Written by LUCAS SURYAKUSUMA
Somewhere, I’m sure, in a child’s mind, Katniss Everdeen is fighting for her life to survive The Hunger Games. UT has its very own version of the games…registration. Registration periods are probably one of the most stressful times a year semester students must face, second to finals. There isn’t a way to experience registration without it being stressful, but don’t fret! There are preparations to make registration occur as smoothly as possible.
1. Study the Course Schedule
Course schedules are released two weeks in advance, before registration starts. Use these two weeks effectively.
Start researching what classes you need to take and who the best professors are for them. Most of the bloodbath that occurs with registration happens because students all want the best. Use resources and tools like MyEdu and RateMyProfessor to read reviews and recommendations of UT professors. Another good thing to do is just ask around—ask your friends, upperclassmen, and academic advisors.
3. Plan Ahead and Be Prepared
Anything can happen during registration. However, keep in mind Louis Pasteur’s words “luck favors the prepared.” Have back-up classes that fit in your schedule ready. Don’t waste your time trying to find a professor that’s good or a class that fits in your schedule. By the time you’ve found one, it may be too late.
My suggestion: make a mock schedule. You can make one using MyEdu or other online resources like TheClassPoint. The tools can help you visualize what your weeks will look like and help you to not schedule for classes that conflict.
4. Add/Drop is Your Friend
Don’t think that once registration has passed it’s over. The fun still continues! If you still weren’t able to get the classes you wanted during the first round of registration, there’s always add/drop. Within this period, the registrar’s office checks to see if all students have paid the tuition bill for their classes. Those that haven’t automatically have their classes dropped and sometimes students choose to drop classes, for whatever reason. Consequently, waitlists move and previously full classes have available seats again. Katherine Vu, a Sophomore Nutrition Major, told me about her registration process: “I never get any of my classes during registration. I’ve gotten every class I’ve wanted because I checked every day during add/drop.” So again, add/drop gives students a second chance to register for classes they want but may not have gotten their first time around.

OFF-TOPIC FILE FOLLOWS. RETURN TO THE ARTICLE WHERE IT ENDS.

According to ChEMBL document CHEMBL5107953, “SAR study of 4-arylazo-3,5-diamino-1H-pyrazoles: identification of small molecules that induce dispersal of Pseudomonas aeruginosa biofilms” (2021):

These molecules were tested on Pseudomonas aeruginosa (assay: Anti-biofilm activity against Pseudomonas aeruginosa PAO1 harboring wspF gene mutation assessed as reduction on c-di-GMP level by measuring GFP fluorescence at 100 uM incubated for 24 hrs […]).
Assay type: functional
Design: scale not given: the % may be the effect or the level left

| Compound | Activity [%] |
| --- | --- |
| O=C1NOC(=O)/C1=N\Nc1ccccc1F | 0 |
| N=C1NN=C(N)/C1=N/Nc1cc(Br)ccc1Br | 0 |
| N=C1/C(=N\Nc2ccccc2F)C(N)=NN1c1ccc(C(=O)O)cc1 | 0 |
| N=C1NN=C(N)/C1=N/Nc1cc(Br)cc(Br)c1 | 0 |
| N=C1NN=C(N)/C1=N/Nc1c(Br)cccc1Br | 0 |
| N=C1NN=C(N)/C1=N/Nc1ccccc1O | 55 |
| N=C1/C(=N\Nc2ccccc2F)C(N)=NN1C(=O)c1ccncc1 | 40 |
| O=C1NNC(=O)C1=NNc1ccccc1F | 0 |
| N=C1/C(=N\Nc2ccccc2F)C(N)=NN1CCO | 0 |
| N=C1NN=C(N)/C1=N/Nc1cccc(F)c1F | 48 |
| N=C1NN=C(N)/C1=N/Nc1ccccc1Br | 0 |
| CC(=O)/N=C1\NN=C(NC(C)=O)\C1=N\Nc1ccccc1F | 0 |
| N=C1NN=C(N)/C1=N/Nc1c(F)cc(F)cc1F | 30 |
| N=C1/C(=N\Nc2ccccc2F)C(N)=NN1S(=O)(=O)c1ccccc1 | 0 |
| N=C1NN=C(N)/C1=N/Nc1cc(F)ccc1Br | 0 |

5. Waitlists are Your Best Friend
This may be the most important piece of information in this article. Every single person I’ve interviewed has mentioned waitlists. They really are important and shouldn’t be taken for granted. Don’t assume automatically that you won’t get in a class just because you may be really low on the waitlist. Nam Nguyen, a sophomore, had a friend’s horror story to share concerning waitlists: “My friend tried to get on a waitlist for Iverson and he was number 130. He took himself off the waitlist cause he didn’t think he would get in. I was 140 and I got in the class! He shouldn’t have taken himself off the waitlist! We would’ve both gotten in.”
The key to waitlists is to just be patient. Brittney Wittenbrink, a Junior Public Health Major, stated, “I was on a waitlist, but I got in on the last day possible!”. If you’re on one, most times you end up getting in the class. Honestly though sometimes waitlist don’t work out in your favor. That doesn’t mean you should try though! Getting off a waitlist depends on many factors like the class and the teacher to name two.
6. Special Cases—College Groups & Claiming Hours
I interviewed about a dozen people hoping to hear some horror stories but I got answers that were completely opposite to what I was expecting. Most people found registration to occur smoothly. I asked some more questions and I may have found reasons why these students had less traumatic registrations.
Most of the people I interviewed are in special groups—TIP, ESP, FIGs, Dean’s Scholar’s— that reserve seats for them in classes that they need to take. This definitely would make registration less stressful.
Another cause most students had smoother registrations was because they claimed hours. Claiming enough hours to advance your college classification allows you to register earlier. You should claim your hours cautiously though. Don’t claim hours that you don’t need and try not to claim hours that would only count as elective credit. If you think about it, elective classes should be easier than your major specific requirements so being able to take at least one a semester helps lessen your workload.
7. Things You Shouldn’t Do
- Not Take Care of Registration Bars
- Miss your registration time
- Forget to pay for your classes
Registration isn’t that bad of a time for those who are prepared and so I hope this article has made you a little bit more prepared. Good luck in these next couple of weeks and may the odds be ever in your favor.